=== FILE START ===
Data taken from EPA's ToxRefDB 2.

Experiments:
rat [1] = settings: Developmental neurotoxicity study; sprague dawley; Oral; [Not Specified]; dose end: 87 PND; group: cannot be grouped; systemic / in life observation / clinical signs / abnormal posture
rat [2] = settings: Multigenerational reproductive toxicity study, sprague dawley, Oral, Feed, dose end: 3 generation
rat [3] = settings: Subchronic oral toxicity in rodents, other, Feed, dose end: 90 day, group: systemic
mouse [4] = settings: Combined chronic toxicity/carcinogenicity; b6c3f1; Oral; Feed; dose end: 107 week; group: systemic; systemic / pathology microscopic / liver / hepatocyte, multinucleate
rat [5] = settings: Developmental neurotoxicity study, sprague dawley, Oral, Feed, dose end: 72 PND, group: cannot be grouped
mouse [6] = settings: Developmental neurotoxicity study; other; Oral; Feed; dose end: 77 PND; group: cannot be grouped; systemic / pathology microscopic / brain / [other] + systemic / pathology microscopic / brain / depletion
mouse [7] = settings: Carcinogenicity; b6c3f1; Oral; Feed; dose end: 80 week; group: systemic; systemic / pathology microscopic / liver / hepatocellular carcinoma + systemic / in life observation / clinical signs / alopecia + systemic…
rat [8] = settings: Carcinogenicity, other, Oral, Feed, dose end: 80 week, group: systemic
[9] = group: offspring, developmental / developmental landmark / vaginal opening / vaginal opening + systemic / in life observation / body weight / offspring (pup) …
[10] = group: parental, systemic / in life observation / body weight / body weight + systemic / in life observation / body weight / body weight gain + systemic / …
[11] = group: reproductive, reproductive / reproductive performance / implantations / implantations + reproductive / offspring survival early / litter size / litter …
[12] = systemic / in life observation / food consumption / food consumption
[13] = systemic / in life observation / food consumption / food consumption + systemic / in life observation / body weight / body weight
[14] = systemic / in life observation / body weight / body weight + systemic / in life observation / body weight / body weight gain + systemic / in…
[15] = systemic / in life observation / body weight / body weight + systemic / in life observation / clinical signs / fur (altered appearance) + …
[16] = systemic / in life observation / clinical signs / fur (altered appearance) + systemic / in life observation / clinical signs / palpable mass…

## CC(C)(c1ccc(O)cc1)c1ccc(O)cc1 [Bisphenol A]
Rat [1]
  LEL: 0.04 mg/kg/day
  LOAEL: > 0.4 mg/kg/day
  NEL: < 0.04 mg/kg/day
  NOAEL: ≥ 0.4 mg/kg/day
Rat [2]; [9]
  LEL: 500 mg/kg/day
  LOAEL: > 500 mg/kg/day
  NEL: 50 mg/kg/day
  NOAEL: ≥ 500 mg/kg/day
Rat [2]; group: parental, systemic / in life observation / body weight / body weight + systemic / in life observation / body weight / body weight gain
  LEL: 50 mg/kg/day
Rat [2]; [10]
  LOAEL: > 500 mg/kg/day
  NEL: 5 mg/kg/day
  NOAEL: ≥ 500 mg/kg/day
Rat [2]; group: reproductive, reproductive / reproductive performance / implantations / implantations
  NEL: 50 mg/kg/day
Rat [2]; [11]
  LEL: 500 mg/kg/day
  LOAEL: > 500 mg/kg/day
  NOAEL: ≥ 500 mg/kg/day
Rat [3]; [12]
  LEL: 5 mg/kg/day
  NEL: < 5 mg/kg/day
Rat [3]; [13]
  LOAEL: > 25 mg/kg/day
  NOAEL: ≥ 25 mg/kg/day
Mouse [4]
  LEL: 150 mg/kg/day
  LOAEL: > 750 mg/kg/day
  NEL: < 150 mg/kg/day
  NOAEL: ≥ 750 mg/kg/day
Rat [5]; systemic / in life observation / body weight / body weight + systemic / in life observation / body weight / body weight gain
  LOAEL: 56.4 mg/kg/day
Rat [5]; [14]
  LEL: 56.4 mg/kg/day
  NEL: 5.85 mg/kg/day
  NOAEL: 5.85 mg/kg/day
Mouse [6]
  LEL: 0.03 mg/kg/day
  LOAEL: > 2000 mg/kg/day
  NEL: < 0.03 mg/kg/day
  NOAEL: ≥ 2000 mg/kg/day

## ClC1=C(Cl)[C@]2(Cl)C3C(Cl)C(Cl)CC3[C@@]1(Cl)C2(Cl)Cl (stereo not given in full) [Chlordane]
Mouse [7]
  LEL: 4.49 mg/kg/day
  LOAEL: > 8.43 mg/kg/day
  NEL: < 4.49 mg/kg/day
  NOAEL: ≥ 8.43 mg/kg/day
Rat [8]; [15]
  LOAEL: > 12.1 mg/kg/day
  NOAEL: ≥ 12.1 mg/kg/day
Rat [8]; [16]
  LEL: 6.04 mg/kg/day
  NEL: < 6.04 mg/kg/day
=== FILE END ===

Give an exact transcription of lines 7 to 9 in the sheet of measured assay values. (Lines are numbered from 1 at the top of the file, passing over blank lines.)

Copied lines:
rat [5] = settings: Developmental neurotoxicity study, sprague dawley, Oral, Feed, dose end: 72 PND, group: cannot be grouped
mouse [6] = settings: Developmental neurotoxicity study; other; Oral; Feed; dose end: 77 PND; group: cannot be grouped; systemic / pathology microscopic / brain / [other] + systemic / pathology microscopic / brain / depletion
mouse [7] = settings: Carcinogenicity; b6c3f1; Oral; Feed; dose end: 80 week; group: systemic; systemic / pathology microscopic / liver / hepatocellular carcinoma + systemic / in life observation / clinical signs / alopecia + systemic…